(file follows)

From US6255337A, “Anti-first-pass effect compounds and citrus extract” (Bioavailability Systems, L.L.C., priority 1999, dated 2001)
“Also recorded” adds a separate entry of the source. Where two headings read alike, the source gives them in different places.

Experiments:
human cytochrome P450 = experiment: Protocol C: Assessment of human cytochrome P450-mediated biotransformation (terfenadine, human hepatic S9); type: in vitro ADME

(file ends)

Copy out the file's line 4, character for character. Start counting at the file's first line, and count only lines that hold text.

human cytochrome P450 = experiment: Protocol C: Assessment of human cytochrome P450-mediated biotransformation (terfenadine, human hepatic S9); type: in vitro ADME